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Do you work abroad remotely from Hungary? It’s worth now making sure that you’re taxing well!

Nowadays, it is common for Hungarian workers to work abroad as part of an international work schedule. With the coronavirus pandemic though, many workers have returned to Hungary to work remotely. For them, it is definitely worth reviewing the taxes applicable to wages received from abroad. On one hand, they may face a taxation risk if they pay the personal income tax abroad, and the Hungarian personal income tax can be more favourable for them even than the one paid abroad.

The income of employees working remotely abroad may be taxable in Hungary, and therefore they may face a tax risk if they continue to pay the tax in the country of the employer’s registered office, while already working in Hungary. Furthermore, if the tax paid abroad is higher than 15 percent, they may not only avoid the tax risk in Hungary by retrospectively fulfilling the Hungarian personal income tax payment obligation, but gain a financial benefit too. In this case, the amount of the personal income tax they can reclaim exceeds the Hungarian tax liability. 

1. Private individuals may also face a tax risk in Hungary

No matter if the tax has been paid abroad, the employee is held fully liable for the risk arising from the non-payment of taxes in Hungary. Tax paid abroad is not taken into account by the Hungarian Tax Authority.

When a Hungarian individual enters into an employment contract with a foreign company, and based on this, performs work in and receives salary from the country of the foreign employer’s registered office, the tax liability abroad is a legitimate issue. At the same time, countless companies have closed or significantly restricted access to their offices due to the pandemic. As a result, a lot of Hungarian workers have returned to Hungary, after having worked in a home-office setup for a long time, who may still work from the Country.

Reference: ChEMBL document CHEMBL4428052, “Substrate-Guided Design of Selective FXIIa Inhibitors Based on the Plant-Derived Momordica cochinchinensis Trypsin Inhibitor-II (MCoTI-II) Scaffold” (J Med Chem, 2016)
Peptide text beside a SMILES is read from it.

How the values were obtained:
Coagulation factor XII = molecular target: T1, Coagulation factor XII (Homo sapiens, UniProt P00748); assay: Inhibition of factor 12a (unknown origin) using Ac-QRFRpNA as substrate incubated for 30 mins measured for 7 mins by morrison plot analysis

Preparing the personal income tax return

Based on our experience, foreign companies and individuals fail in many cases to take into account that the place of tax and contribution payment may change as a result of working from a Hungarian home office. Therefore, they may still pay any taxes and contributions imposed on their wages in the country of the employer’s registered office.

However, as a rule of thumb, if an individual with Hungarian tax residence works as an employee from Hungary, his or her income from abroad is taxable in Hungary under both the domestic and international laws.

It is the responsibility of the individual to declare and pay the personal income tax. He or she bears all risks arising from a failure to do so. 

After any income from abroad that originates from an employment taxable in Hungary, the employee should pay the tax advance applicable to personal income in Hungary on a quarterly basis. Furthermore, the employee should also declare the income, the personal income tax charged on it, and the tax advance paid in his or her annual personal income tax return. Individuals having income from abroad in 2021, can fulfil their declaration obligation in their personal income tax return for 2021. The deadline for submission is 20 May 2022. Any delay with the payment tax advance may result in the charging of a late payment fee.

If an individual earned such income before 2021, he or she may fulfil the tax payment obligation by the self-revision of the personal income tax return submitted for previous years, or if he or she did not file a tax return in Hungary for a given year, by the subsequent submission of the personal income tax return and payment of the relevant tax.